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Book: Provincial Headz

Chapter: Conclusions: Critical De-regionalism, Dispelling the Myth and Revealing the Invisible

DOI: 10.1558/equinox.39334


In my concluding chapter I consider the arguments presented in the book and discuss and confirm three critical discoveries that contribute to the growing field of knowledge related to critical regionalism, de-regionalism and the global. Firstly, I dispel the myth that hip hop is solely an urban culture, and charge that consumer-capitalists continual urbanization of hip hop culture is a parodic and heterotopian position within which the tired urban tropes of hip hop are constantly titivated for consumer-capitalist gain, in turn simplifying the rich and diverse cultural dynamics of hip hop. Secondly, I attest the position that an acquired critically regional hip hop culture existed and advanced in Britain evidenced through a set of hybrid practices and productions, and furthermore this hybrid culture was a counter-approach to the established, expected and normalized ways that one should conduct their life. Moreover, I verify that that there were clear contextual differences between the city-centric and provincial positions in British hip hop, which helps us consider the importance of regionalism and its role in the evolutionary practices of hip hop. Thirdly, I conclude that the cultural dynamics of non-urban British hip hop culture can act as a frame for its practitioners to realize the potential for greater critical engagement in both hip hop practice and everyday life. For many practitioners, hip hop and daily life are inseparable, and the final section of this concluding chapter makes proposals based on the findings of this book for future approaches and tactics to significantly enhance hip hop practice and life experience as a whole.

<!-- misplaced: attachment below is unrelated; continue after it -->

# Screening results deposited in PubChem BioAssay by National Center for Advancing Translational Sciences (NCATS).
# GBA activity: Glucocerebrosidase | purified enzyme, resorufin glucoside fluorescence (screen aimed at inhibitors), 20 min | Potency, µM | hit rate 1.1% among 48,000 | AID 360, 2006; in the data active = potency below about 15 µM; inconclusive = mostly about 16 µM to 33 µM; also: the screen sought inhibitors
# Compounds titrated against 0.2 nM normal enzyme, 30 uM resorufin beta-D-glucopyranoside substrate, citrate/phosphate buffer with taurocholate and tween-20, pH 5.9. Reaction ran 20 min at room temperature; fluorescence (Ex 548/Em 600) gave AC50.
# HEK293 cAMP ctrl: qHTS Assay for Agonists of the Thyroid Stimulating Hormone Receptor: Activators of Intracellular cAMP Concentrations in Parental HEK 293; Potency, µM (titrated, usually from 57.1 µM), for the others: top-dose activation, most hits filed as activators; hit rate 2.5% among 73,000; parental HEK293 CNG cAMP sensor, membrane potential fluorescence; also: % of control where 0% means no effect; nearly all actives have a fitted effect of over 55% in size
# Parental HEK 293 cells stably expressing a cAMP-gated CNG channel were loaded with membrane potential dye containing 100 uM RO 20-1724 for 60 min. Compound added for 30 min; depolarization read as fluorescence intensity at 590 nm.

Chapter Contributors

  • Adam de Paor-Evans ( - adepaorevans) 'University of Central Lancashire'